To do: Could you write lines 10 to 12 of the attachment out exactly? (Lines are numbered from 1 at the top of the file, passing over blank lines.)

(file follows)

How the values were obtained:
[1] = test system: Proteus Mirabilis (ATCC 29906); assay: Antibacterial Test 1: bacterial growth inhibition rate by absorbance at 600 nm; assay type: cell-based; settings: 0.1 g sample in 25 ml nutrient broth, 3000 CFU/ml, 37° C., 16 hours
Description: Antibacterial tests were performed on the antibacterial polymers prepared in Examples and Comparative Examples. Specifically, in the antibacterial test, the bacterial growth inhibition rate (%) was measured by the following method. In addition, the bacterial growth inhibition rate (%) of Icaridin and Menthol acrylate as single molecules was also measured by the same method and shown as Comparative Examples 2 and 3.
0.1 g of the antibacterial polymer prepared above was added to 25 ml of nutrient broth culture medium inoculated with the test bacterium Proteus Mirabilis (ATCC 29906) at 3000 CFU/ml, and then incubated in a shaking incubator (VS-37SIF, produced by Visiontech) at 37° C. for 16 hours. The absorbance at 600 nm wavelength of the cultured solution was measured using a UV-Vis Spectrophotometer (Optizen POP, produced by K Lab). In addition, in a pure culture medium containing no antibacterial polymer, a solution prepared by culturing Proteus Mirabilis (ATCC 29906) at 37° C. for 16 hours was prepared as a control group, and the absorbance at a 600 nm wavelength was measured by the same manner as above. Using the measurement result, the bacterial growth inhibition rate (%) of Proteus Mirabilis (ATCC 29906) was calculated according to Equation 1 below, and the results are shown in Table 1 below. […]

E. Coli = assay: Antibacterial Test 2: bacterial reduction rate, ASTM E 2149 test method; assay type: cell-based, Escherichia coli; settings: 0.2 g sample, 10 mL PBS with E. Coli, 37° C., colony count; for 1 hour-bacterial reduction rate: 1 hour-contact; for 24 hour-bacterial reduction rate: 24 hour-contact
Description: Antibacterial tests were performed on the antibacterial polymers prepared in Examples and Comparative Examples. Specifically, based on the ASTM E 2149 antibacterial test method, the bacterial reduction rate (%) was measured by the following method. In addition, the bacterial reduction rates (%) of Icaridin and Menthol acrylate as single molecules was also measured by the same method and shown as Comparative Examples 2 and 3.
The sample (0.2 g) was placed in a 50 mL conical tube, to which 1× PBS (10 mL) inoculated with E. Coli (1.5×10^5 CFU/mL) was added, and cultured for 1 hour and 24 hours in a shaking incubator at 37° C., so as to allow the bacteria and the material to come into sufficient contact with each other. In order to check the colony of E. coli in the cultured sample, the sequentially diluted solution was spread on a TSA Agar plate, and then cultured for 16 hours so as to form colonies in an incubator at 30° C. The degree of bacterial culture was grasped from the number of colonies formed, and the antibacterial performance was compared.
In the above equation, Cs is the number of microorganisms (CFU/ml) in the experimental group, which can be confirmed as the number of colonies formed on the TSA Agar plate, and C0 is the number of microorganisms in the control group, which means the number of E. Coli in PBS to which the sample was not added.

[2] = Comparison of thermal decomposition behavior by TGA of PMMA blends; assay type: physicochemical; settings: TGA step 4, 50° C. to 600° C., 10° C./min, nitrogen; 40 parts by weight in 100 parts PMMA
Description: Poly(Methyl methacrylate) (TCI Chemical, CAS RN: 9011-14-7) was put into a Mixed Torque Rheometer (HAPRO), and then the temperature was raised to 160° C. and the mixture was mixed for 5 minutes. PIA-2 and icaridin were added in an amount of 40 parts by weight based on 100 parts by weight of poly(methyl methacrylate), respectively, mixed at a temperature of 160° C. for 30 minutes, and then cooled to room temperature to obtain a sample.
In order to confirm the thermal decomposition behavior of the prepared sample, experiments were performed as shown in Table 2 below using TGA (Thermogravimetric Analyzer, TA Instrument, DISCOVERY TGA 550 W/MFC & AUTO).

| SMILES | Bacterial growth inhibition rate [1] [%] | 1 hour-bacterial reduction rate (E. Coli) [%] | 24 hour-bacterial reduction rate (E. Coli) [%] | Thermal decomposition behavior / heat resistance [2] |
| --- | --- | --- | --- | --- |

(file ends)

Description: Poly(Methyl methacrylate) (TCI Chemical, CAS RN: 9011-14-7) was put into a Mixed Torque Rheometer (HAPRO), and then the temperature was raised to 160° C. and the mixture was mixed for 5 minutes. PIA-2 and icaridin were added in an amount of 40 parts by weight based on 100 parts by weight of poly(methyl methacrylate), respectively, mixed at a temperature of 160° C. for 30 minutes, and then cooled to room temperature to obtain a sample.
In order to confirm the thermal decomposition behavior of the prepared sample, experiments were performed as shown in Table 2 below using TGA (Thermogravimetric Analyzer, TA Instrument, DISCOVERY TGA 550 W/MFC & AUTO).

| SMILES | Bacterial growth inhibition rate [1] [%] | 1 hour-bacterial reduction rate (E. Coli) [%] | 24 hour-bacterial reduction rate (E. Coli) [%] | Thermal decomposition behavior / heat resistance [2] |